Tamoxifen Gel May Cause Fewer Blood Clots

Breast cancer patients may benefit from metabolite of tamoxifen in gel form

/ Author:  / Reviewed by: Joseph V. Madia, MD Beth Bolt, RPh

(RxWiki News) Women with a certain type of breast cancer may be prescribed a medication called tamoxifen to slow the spread of the cancer. In some women, though, tamoxifen causes harmful side effects. A similar medication may lead to fewer such side effects.

A recent study found that a product of tamoxifen in gel form (4-OHT) worked as well as the oral form (Rheumatrex, Soltamox, Nolvadex, Trexall) with fewer cases of blood clots.

"If you have breast cancer, discuss treatment options with your oncologist."

This research was led by Oukseub Lee, a research associate at the Robert H. Lurie Cancer Center of Northwestern University in Chicago.

Lee and colleagues reported on results of a phase II trial, which is when a medication is tested for effectiveness and safety.

For the trial, 26 women aged 45 to 86 years, were enrolled. All had ductal carcinoma in situ (DCIS) of the breast, which is a cancer in the milk duct. In DCIS, the cancer has not yet spread, but if there are receptors on the cells for estrogen, the cancer has the potential to grow.

The women in this study were given treatment before surgery. They were all to have surgery to remove the part of their breast that was cancerous.

Tamoxifen blocks activity of estrogen in the breast, helping to reduce the risk of developing a more serious type of breast cancer.

The women received treatment for six to 10 weeks. Of the 26 women, 14 received 20 milligrams per day of oral tamoxifen. Twelve women had 4 milligrams of the 4-OHT gel applied to their breasts each day, 2 milligrams per breast.

The women did not know which form of the medication they received, since all received pills and gel. In some women, the pills did not contain tamoxifen, and in others, the gel did not contain 4-OHT.

All patients gave blood for testing at the start of the study and completed a questionnaire. They then had a repeat blood test at the end of the study. They completed similar questionnaires at the end of the study and during a visit after surgery. The questionnaires asked about symptoms like hot flashes and pain.

The researchers checked for levels of an antibody marker in the breast tissue that showed how quickly cancer cells were growing and dividing. At the end of the study, women who received the 4-OHT gel had a similar number of these markers compared to women who received oral tamoxifen.

Women who had been treated with the gel, however, had about a five-fold lower level of the antibody in their blood. When circulating in the blood, the antibody can cause potentially dangerous blood clots. A lower level of the antibody reduces the likelihood of blood clots.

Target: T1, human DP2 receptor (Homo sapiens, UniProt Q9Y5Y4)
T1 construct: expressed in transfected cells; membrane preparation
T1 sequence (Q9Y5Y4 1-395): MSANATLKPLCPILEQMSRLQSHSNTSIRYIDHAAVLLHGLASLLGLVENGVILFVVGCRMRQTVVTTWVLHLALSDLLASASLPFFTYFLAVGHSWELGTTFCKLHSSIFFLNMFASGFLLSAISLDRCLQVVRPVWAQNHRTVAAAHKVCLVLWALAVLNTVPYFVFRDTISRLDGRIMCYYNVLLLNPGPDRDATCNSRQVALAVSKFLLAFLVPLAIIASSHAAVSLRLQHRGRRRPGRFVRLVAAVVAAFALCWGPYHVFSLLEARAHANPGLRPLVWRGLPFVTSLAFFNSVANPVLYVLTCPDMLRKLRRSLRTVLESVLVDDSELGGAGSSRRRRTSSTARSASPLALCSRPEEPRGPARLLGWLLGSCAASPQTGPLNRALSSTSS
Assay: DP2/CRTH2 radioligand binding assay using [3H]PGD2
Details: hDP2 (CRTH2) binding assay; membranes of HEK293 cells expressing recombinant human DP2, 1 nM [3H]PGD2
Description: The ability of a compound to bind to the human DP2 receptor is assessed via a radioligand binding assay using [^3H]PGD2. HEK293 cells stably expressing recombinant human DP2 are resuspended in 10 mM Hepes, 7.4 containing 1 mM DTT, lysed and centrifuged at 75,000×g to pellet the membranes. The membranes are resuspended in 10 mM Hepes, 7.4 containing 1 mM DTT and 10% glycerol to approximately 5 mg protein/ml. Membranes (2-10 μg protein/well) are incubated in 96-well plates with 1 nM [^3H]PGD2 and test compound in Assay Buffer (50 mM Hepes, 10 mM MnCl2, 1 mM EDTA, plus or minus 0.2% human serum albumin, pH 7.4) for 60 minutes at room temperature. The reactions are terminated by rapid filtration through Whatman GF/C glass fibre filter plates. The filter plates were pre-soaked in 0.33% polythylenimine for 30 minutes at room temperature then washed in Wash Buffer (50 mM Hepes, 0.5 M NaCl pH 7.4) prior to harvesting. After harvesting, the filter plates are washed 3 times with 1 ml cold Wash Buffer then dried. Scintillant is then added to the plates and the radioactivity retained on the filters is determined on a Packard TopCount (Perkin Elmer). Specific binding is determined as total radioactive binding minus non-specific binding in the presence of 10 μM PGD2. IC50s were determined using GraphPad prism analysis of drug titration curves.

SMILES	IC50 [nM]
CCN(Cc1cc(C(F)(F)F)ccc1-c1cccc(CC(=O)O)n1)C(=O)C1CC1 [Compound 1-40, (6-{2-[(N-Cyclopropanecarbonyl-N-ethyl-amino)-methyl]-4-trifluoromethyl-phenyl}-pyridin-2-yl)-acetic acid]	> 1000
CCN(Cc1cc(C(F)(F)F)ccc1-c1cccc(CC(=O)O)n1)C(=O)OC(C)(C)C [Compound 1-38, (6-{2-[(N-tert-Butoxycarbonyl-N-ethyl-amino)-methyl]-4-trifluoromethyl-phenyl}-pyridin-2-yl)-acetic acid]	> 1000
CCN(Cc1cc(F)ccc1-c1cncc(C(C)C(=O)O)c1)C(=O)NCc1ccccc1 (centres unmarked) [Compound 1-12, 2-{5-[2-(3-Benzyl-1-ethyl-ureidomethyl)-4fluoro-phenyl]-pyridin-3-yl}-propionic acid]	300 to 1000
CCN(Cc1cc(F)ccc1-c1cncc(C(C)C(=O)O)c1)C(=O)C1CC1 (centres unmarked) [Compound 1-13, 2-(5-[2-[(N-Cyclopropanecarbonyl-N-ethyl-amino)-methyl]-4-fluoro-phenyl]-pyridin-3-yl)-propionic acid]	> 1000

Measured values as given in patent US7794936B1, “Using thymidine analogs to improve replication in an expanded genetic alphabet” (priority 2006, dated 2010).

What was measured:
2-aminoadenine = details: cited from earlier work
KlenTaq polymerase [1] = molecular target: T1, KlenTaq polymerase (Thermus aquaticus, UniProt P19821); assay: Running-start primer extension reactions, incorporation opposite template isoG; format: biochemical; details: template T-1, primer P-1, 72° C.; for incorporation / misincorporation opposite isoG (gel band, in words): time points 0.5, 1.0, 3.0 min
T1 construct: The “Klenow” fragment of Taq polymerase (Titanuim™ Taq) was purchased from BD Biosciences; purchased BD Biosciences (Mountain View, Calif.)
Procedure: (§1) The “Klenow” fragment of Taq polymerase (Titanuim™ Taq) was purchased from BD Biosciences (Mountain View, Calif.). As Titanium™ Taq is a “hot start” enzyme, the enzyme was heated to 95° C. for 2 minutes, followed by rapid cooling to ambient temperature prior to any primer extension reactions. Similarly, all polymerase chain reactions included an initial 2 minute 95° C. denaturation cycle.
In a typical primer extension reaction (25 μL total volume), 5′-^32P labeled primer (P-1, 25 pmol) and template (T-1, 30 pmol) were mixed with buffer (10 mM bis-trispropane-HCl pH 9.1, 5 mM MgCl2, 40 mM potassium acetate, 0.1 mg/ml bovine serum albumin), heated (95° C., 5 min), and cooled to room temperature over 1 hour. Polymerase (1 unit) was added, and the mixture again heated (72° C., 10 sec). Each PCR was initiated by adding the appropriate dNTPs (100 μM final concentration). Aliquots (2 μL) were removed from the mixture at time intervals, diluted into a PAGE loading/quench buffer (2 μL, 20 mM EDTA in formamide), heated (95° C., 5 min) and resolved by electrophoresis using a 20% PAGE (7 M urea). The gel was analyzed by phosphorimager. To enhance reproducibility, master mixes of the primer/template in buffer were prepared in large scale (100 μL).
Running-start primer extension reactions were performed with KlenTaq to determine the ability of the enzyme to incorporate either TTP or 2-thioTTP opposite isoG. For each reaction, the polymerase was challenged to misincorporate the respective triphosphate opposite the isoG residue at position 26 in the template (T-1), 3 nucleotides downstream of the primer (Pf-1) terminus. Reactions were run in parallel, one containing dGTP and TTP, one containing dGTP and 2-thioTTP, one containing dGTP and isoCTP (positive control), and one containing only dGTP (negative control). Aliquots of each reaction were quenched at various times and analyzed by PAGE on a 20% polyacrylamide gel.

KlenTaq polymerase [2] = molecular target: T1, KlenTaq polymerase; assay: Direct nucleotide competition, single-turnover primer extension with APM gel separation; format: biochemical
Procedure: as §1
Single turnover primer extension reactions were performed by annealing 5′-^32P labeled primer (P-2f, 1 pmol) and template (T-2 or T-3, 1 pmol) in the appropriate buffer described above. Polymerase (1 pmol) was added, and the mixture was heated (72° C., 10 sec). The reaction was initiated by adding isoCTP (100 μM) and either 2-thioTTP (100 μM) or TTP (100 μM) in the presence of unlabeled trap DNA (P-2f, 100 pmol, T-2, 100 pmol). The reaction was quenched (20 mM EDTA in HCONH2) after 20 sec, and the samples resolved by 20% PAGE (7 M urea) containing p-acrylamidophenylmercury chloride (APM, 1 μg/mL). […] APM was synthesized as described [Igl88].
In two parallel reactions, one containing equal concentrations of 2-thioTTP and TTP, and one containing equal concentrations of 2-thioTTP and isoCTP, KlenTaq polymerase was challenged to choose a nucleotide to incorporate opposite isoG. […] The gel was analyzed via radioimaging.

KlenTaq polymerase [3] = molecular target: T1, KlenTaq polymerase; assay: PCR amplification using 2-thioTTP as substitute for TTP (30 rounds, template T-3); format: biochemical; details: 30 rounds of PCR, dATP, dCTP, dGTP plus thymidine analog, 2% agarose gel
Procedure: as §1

However, the study authors found that some side effects, including hot flashes, vaginal symptoms, gastrointestinal symptoms and sweats, were the same in both groups.

The authors noted that the sample of women was small because there was limited availability of the medication. Furthermore, although clinicians thought that waiting up to six weeks for surgery would not hurt these women, many women did not wish to wait and refused to participate in the study.

The authors concluded that further studies are needed, but the findings suggest that local topical medicine delivery to the breast may be effective and might lower side effect risk.

“Blocking the cancer-stimulating effects of estrogen has proven to be one of the most effective anticancer therapies in patients with estrogen-receptor positive breast cancer," explained Brian Lawenda, MD, national director of Integrative Oncology and Cancer Survivorship at 21st Century Oncology in Las Vegas. Tamoxifen is one of the more common medications for this use, he said, and is often use for the DCIS tumors.

“Unfortunately, tamoxifen is not without potential side effects, risks and complications, such as increased risk of blood clots, uterine cancer, hot flashes, weight gain, muscle and joint aches and others,” Dr. Lawenda told dailyRx News. He added that it is great to learn that the gel worked equally well to the oral form of the medication.

Dr. Lawenda said that he would like to see further research conducted on this topic.

"Although this is quite a reassuring finding to see similar anticancer activity between the two forms of the drug, what was truly exciting, although not surprising, was that the production of proteins involved in blood clotting and in tumor growth were significantly lower in the patients using the topical form of tamoxifen. This doesn’t prove that topical tamoxifen will lower the risk of blood clotting and tumor growth, [but] it is promising," he said.

"I'm hopeful that future studies will be conducted to further explore these issues," he said

The study results were published July 15 in Clinical Cancer Research.

The authors did not disclose any conflicts of interest.

Review Date: 
July 14, 2014
Last Updated:
July 15, 2014